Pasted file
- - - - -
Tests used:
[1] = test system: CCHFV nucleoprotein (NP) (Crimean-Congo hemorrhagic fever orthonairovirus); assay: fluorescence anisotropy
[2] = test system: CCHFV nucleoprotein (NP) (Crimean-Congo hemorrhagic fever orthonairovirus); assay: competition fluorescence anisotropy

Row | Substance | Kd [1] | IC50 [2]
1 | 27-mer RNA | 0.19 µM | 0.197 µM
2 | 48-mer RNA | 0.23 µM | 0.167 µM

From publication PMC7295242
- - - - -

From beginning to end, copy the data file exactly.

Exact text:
Tests used:
[1] = test system: CCHFV nucleoprotein (NP) (Crimean-Congo hemorrhagic fever orthonairovirus); assay: fluorescence anisotropy
[2] = test system: CCHFV nucleoprotein (NP) (Crimean-Congo hemorrhagic fever orthonairovirus); assay: competition fluorescence anisotropy

Row | Substance | Kd [1] | IC50 [2]
1 | 27-mer RNA | 0.19 µM | 0.197 µM
2 | 48-mer RNA | 0.23 µM | 0.167 µM

From publication PMC7295242